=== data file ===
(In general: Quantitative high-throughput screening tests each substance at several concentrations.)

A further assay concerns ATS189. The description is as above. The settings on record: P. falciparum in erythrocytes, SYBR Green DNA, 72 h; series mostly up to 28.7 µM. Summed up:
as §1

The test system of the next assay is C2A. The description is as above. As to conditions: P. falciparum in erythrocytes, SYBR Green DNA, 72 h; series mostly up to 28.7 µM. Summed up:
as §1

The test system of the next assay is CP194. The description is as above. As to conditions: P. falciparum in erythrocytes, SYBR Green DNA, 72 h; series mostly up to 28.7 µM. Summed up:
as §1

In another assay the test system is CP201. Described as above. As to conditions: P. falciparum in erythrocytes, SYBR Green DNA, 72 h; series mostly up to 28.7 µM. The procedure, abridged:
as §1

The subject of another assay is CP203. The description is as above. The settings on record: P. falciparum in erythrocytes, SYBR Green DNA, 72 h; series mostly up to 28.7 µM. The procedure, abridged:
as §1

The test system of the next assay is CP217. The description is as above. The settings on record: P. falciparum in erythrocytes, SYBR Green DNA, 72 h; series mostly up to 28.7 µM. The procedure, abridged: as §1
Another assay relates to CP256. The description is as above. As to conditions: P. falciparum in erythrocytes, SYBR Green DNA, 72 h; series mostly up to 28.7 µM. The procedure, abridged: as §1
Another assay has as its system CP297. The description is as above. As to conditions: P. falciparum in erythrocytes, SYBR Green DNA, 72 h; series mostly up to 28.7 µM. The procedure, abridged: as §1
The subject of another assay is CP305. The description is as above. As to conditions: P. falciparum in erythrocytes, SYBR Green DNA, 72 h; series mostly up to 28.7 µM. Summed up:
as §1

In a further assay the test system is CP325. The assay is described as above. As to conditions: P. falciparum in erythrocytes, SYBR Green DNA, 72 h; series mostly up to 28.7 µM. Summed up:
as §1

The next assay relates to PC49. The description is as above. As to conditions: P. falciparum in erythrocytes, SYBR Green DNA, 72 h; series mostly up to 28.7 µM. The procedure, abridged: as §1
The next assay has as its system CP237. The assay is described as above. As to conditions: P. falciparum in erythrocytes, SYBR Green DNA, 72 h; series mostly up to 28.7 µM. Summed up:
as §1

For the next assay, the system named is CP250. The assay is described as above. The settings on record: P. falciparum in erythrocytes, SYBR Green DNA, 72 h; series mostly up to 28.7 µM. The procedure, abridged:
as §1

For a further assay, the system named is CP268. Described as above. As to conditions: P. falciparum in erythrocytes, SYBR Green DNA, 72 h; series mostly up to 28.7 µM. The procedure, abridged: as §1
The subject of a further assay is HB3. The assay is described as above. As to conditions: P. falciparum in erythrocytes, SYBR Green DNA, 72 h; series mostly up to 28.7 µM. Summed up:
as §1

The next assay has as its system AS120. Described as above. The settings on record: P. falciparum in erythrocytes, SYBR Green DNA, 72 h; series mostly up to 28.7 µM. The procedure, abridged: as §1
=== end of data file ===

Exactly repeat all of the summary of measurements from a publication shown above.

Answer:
(In general: Quantitative high-throughput screening tests each substance at several concentrations.)

A further assay concerns ATS189. The description is as above. The settings on record: P. falciparum in erythrocytes, SYBR Green DNA, 72 h; series mostly up to 28.7 µM. Summed up:
as §1

The test system of the next assay is C2A. The description is as above. As to conditions: P. falciparum in erythrocytes, SYBR Green DNA, 72 h; series mostly up to 28.7 µM. Summed up:
as §1

The test system of the next assay is CP194. The description is as above. As to conditions: P. falciparum in erythrocytes, SYBR Green DNA, 72 h; series mostly up to 28.7 µM. Summed up:
as §1

In another assay the test system is CP201. Described as above. As to conditions: P. falciparum in erythrocytes, SYBR Green DNA, 72 h; series mostly up to 28.7 µM. The procedure, abridged:
as §1

The subject of another assay is CP203. The description is as above. The settings on record: P. falciparum in erythrocytes, SYBR Green DNA, 72 h; series mostly up to 28.7 µM. The procedure, abridged:
as §1

The test system of the next assay is CP217. The description is as above. The settings on record: P. falciparum in erythrocytes, SYBR Green DNA, 72 h; series mostly up to 28.7 µM. The procedure, abridged: as §1
Another assay relates to CP256. The description is as above. As to conditions: P. falciparum in erythrocytes, SYBR Green DNA, 72 h; series mostly up to 28.7 µM. The procedure, abridged: as §1
Another assay has as its system CP297. The description is as above. As to conditions: P. falciparum in erythrocytes, SYBR Green DNA, 72 h; series mostly up to 28.7 µM. The procedure, abridged: as §1
The subject of another assay is CP305. The description is as above. As to conditions: P. falciparum in erythrocytes, SYBR Green DNA, 72 h; series mostly up to 28.7 µM. Summed up:
as §1

In a further assay the test system is CP325. The assay is described as above. As to conditions: P. falciparum in erythrocytes, SYBR Green DNA, 72 h; series mostly up to 28.7 µM. Summed up:
as §1

The next assay relates to PC49. The description is as above. As to conditions: P. falciparum in erythrocytes, SYBR Green DNA, 72 h; series mostly up to 28.7 µM. The procedure, abridged: as §1
The next assay has as its system CP237. The assay is described as above. As to conditions: P. falciparum in erythrocytes, SYBR Green DNA, 72 h; series mostly up to 28.7 µM. Summed up:
as §1

For the next assay, the system named is CP250. The assay is described as above. The settings on record: P. falciparum in erythrocytes, SYBR Green DNA, 72 h; series mostly up to 28.7 µM. The procedure, abridged:
as §1

For a further assay, the system named is CP268. Described as above. As to conditions: P. falciparum in erythrocytes, SYBR Green DNA, 72 h; series mostly up to 28.7 µM. The procedure, abridged: as §1
The subject of a further assay is HB3. The assay is described as above. As to conditions: P. falciparum in erythrocytes, SYBR Green DNA, 72 h; series mostly up to 28.7 µM. Summed up:
as §1

The next assay has as its system AS120. Described as above. The settings on record: P. falciparum in erythrocytes, SYBR Green DNA, 72 h; series mostly up to 28.7 µM. The procedure, abridged: as §1